Opposition Among NIH Scientists to New Agency Confict-of-Interest Guidelines Continues
New conflict-of-interest guidelines for NIH employees have continued to cause an "uproar" at the agency, "with some senior scientists predicting long-term damage to the organization's recruiting and employee-retention goals," the Wall Street Journal reports (Wysocki, Wall Street Journal, 3/3).
NIH Director Elias Zerhouni on Feb. 1 announced revised ethics guidelines that will restrict the ability of NIH employees to enter outside consulting agreements with pharmaceutical companies, hospitals, health insurers and health care providers. The revised guidelines also will mandate that about 6,000 top NIH employees cannot hold stock in pharmaceutical or biotechnology companies and require current stockholders in the group to sell their shares.
The move followed an investigation by the House Energy and Commerce Subcommittee on Oversight and Investigations into hundreds of consulting payments from 20 pharmaceutical and biotechnology companies to a number of NIH employees. An NIH review released last month concluded that statistical and clerical errors led the agency to improperly implicate more than half and possibly as many as 80% of about 100 scientists alleged to have violated conflict-of-interest guidelines as part of the House investigation.
The revised guidelines will become final in early April after a 60-day comment period.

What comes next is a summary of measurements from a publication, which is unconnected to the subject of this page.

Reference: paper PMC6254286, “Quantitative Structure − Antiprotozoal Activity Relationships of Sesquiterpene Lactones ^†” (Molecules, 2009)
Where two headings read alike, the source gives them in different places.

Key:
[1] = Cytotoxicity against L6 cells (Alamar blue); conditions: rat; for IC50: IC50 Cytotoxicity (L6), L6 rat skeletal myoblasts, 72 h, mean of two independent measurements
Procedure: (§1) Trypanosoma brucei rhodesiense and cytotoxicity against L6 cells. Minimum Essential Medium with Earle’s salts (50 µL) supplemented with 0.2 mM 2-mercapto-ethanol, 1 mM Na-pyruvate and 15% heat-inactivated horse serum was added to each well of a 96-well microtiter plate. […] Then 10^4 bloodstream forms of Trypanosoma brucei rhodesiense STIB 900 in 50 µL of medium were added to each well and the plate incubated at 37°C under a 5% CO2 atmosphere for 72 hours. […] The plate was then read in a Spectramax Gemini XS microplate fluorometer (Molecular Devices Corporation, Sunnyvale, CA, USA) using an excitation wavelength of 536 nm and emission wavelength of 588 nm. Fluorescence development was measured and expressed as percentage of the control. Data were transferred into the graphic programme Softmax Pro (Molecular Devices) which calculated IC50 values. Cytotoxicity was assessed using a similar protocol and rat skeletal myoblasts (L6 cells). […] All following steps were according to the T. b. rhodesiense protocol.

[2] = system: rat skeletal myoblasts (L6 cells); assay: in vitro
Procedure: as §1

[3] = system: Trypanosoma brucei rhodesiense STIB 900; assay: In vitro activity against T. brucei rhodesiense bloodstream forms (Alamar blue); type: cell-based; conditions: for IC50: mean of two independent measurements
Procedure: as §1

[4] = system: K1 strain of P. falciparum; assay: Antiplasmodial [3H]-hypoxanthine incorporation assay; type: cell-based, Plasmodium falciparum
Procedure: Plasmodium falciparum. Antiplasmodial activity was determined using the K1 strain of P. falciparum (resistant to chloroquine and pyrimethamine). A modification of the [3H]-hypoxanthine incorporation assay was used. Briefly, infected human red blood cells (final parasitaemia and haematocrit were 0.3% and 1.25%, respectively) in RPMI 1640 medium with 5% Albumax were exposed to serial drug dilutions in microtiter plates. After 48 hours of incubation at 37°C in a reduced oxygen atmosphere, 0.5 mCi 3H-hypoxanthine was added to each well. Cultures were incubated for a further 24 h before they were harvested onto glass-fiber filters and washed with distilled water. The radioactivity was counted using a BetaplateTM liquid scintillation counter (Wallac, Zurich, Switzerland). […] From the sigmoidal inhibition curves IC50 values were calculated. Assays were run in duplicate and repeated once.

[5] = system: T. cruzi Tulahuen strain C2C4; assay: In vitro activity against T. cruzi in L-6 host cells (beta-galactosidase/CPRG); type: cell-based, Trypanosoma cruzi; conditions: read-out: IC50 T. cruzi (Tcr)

The Assembly of Scientists, a group of 15 elected NIH researchers who represent employees throughout the agency, last month distributed a newsletter that said the revised ethics guidelines "substantially overreach and will severely and irreparably compromise the NIH's mission."
The newsletter continued, "These new regulations will discourage talented, innovative scientists from staying at or being recruited to the NIH and preclude scientists already at the NIH from participating as full members of the scientific community" (California Healthline, 2/24).
"It is uncertain" whether the opposition to the revised guidelines "will lead to large-scale departures" from NIH, but agency scientists "say they already are seeing the effect[s]," according to the Journal.
Elaine Jaffe, a section chief at the NIH National Cancer Institute, said that she has experienced problems with the hire of a post-doctoral cancer specialist for a two-year fellowship because of potential conflicts of interest under the revised guidelines.
Other NIH scientists maintain that the revised guidelines "reek of diminished status" and "give many scientists the feeling they aren't trusted," the Journal reports (Wall Street Journal, 3/3).
Meanwhile, according to the Los Angeles Times, the newsletter sent by the Assembly of Scientists left "unmentioned" that one-third of assembly members have "accepted consulting fees or stock options from biomedical companies." The payments totaled more than $400,000, and one member received 500,000 shares of stock from a company, the Times reports.
An undisclosed number of other NIH employees who have received payments or stock options from pharmaceutical and biotech companies currently remain under internal review for potential conflicts of interest, according to agency officials.
According to the Times, the newsletter "did not explicitly defend or condemn the acceptance of stock options for consulting fees from the drug industry." In interviews with the Times, assembly members with financial ties to pharmaceutical and biotech companies said that they oppose the ban on consulting agreements with such companies in the revised ethics guidelines and support "case-by-case assessments" (Willman, Los Angeles Times, 3/3).